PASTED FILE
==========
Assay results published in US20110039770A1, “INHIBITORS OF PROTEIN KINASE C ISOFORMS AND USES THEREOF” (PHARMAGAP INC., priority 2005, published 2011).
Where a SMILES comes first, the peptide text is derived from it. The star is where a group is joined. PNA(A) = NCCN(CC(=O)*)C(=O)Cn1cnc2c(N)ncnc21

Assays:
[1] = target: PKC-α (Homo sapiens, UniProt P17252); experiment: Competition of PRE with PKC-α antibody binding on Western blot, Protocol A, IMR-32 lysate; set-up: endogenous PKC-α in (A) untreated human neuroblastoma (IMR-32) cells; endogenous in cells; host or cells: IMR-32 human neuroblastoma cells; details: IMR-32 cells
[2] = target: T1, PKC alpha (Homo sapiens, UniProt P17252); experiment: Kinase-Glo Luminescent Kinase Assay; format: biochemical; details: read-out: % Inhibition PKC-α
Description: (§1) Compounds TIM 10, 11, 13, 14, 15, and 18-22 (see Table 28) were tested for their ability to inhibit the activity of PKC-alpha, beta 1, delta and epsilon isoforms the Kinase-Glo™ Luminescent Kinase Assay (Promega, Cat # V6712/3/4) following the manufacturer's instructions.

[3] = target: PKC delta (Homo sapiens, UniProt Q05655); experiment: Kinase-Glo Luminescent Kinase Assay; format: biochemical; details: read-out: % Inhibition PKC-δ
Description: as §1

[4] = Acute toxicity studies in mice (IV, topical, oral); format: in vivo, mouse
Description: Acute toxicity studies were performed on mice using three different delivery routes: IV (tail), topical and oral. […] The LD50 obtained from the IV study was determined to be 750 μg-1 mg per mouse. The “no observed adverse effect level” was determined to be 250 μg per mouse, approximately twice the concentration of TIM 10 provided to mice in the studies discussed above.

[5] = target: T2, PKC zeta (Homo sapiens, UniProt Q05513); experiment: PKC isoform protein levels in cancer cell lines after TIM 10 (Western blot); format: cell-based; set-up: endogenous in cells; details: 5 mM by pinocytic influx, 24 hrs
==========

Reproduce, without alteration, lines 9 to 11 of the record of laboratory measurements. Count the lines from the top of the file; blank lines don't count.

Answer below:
[4] = Acute toxicity studies in mice (IV, topical, oral); format: in vivo, mouse
Description: Acute toxicity studies were performed on mice using three different delivery routes: IV (tail), topical and oral. […] The LD50 obtained from the IV study was determined to be 750 μg-1 mg per mouse. The “no observed adverse effect level” was determined to be 250 μg per mouse, approximately twice the concentration of TIM 10 provided to mice in the studies discussed above.

[5] = target: T2, PKC zeta (Homo sapiens, UniProt Q05513); experiment: PKC isoform protein levels in cancer cell lines after TIM 10 (Western blot); format: cell-based; set-up: endogenous in cells; details: 5 mM by pinocytic influx, 24 hrs